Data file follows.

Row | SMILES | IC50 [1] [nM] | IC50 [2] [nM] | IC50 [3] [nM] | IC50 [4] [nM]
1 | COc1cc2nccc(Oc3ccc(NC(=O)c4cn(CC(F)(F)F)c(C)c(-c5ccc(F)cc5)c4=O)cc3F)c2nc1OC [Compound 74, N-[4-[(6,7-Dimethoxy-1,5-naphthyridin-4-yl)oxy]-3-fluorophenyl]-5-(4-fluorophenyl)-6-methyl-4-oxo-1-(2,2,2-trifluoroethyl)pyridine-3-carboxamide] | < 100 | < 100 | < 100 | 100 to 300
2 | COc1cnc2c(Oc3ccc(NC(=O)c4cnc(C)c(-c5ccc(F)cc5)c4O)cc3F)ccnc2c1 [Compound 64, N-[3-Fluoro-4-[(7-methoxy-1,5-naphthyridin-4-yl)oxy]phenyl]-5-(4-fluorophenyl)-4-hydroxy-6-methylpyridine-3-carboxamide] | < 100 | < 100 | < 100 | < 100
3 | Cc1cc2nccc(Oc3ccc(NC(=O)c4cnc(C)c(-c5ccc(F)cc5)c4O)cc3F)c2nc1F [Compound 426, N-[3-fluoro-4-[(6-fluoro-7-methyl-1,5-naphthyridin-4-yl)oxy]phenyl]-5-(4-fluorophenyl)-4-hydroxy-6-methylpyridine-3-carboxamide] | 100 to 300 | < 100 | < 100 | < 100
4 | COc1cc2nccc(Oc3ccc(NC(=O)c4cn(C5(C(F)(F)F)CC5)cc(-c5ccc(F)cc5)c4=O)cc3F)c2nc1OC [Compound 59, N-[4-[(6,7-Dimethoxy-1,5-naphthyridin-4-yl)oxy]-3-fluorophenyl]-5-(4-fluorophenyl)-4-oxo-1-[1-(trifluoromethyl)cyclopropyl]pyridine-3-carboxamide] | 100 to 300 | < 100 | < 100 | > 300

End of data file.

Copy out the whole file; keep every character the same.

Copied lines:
Row | SMILES | IC50 [1] [nM] | IC50 [2] [nM] | IC50 [3] [nM] | IC50 [4] [nM]
1 | COc1cc2nccc(Oc3ccc(NC(=O)c4cn(CC(F)(F)F)c(C)c(-c5ccc(F)cc5)c4=O)cc3F)c2nc1OC [Compound 74, N-[4-[(6,7-Dimethoxy-1,5-naphthyridin-4-yl)oxy]-3-fluorophenyl]-5-(4-fluorophenyl)-6-methyl-4-oxo-1-(2,2,2-trifluoroethyl)pyridine-3-carboxamide] | < 100 | < 100 | < 100 | 100 to 300
2 | COc1cnc2c(Oc3ccc(NC(=O)c4cnc(C)c(-c5ccc(F)cc5)c4O)cc3F)ccnc2c1 [Compound 64, N-[3-Fluoro-4-[(7-methoxy-1,5-naphthyridin-4-yl)oxy]phenyl]-5-(4-fluorophenyl)-4-hydroxy-6-methylpyridine-3-carboxamide] | < 100 | < 100 | < 100 | < 100
3 | Cc1cc2nccc(Oc3ccc(NC(=O)c4cnc(C)c(-c5ccc(F)cc5)c4O)cc3F)c2nc1F [Compound 426, N-[3-fluoro-4-[(6-fluoro-7-methyl-1,5-naphthyridin-4-yl)oxy]phenyl]-5-(4-fluorophenyl)-4-hydroxy-6-methylpyridine-3-carboxamide] | 100 to 300 | < 100 | < 100 | < 100
4 | COc1cc2nccc(Oc3ccc(NC(=O)c4cn(C5(C(F)(F)F)CC5)cc(-c5ccc(F)cc5)c4=O)cc3F)c2nc1OC [Compound 59, N-[4-[(6,7-Dimethoxy-1,5-naphthyridin-4-yl)oxy]-3-fluorophenyl]-5-(4-fluorophenyl)-4-oxo-1-[1-(trifluoromethyl)cyclopropyl]pyridine-3-carboxamide] | 100 to 300 | < 100 | < 100 | > 300